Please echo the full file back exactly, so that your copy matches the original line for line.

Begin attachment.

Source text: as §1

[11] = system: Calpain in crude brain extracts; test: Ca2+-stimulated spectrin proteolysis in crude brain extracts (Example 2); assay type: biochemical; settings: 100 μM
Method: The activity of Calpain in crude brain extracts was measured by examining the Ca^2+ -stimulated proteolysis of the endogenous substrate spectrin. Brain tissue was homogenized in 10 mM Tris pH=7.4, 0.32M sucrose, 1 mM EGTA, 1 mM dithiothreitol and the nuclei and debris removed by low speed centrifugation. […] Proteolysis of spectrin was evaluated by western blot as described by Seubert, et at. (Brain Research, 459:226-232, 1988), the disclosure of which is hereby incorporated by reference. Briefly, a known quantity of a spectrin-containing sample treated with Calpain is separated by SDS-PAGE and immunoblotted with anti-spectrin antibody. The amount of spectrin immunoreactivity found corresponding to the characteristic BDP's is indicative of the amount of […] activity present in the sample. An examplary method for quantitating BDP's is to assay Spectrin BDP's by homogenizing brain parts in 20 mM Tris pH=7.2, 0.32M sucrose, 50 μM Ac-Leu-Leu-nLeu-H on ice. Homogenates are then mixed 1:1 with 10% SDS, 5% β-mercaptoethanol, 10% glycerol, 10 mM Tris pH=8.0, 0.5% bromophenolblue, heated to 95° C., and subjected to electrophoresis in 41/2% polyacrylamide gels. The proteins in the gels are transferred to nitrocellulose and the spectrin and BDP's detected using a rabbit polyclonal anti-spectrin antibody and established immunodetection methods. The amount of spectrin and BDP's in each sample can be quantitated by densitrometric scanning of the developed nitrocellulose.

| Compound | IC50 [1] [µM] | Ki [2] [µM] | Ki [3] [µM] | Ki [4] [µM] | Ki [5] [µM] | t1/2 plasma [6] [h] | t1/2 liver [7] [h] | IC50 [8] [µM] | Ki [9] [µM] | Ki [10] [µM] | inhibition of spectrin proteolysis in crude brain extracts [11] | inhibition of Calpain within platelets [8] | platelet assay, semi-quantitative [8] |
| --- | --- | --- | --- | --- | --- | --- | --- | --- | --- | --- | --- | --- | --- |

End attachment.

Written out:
Source text: as §1

[11] = system: Calpain in crude brain extracts; test: Ca2+-stimulated spectrin proteolysis in crude brain extracts (Example 2); assay type: biochemical; settings: 100 μM
Method: The activity of Calpain in crude brain extracts was measured by examining the Ca^2+ -stimulated proteolysis of the endogenous substrate spectrin. Brain tissue was homogenized in 10 mM Tris pH=7.4, 0.32M sucrose, 1 mM EGTA, 1 mM dithiothreitol and the nuclei and debris removed by low speed centrifugation. […] Proteolysis of spectrin was evaluated by western blot as described by Seubert, et at. (Brain Research, 459:226-232, 1988), the disclosure of which is hereby incorporated by reference. Briefly, a known quantity of a spectrin-containing sample treated with Calpain is separated by SDS-PAGE and immunoblotted with anti-spectrin antibody. The amount of spectrin immunoreactivity found corresponding to the characteristic BDP's is indicative of the amount of […] activity present in the sample. An examplary method for quantitating BDP's is to assay Spectrin BDP's by homogenizing brain parts in 20 mM Tris pH=7.2, 0.32M sucrose, 50 μM Ac-Leu-Leu-nLeu-H on ice. Homogenates are then mixed 1:1 with 10% SDS, 5% β-mercaptoethanol, 10% glycerol, 10 mM Tris pH=8.0, 0.5% bromophenolblue, heated to 95° C., and subjected to electrophoresis in 41/2% polyacrylamide gels. The proteins in the gels are transferred to nitrocellulose and the spectrin and BDP's detected using a rabbit polyclonal anti-spectrin antibody and established immunodetection methods. The amount of spectrin and BDP's in each sample can be quantitated by densitrometric scanning of the developed nitrocellulose.

| Compound | IC50 [1] [µM] | Ki [2] [µM] | Ki [3] [µM] | Ki [4] [µM] | Ki [5] [µM] | t1/2 plasma [6] [h] | t1/2 liver [7] [h] | IC50 [8] [µM] | Ki [9] [µM] | Ki [10] [µM] | inhibition of spectrin proteolysis in crude brain extracts [11] | inhibition of Calpain within platelets [8] | platelet assay, semi-quantitative [8] |
| --- | --- | --- | --- | --- | --- | --- | --- | --- | --- | --- | --- | --- | --- |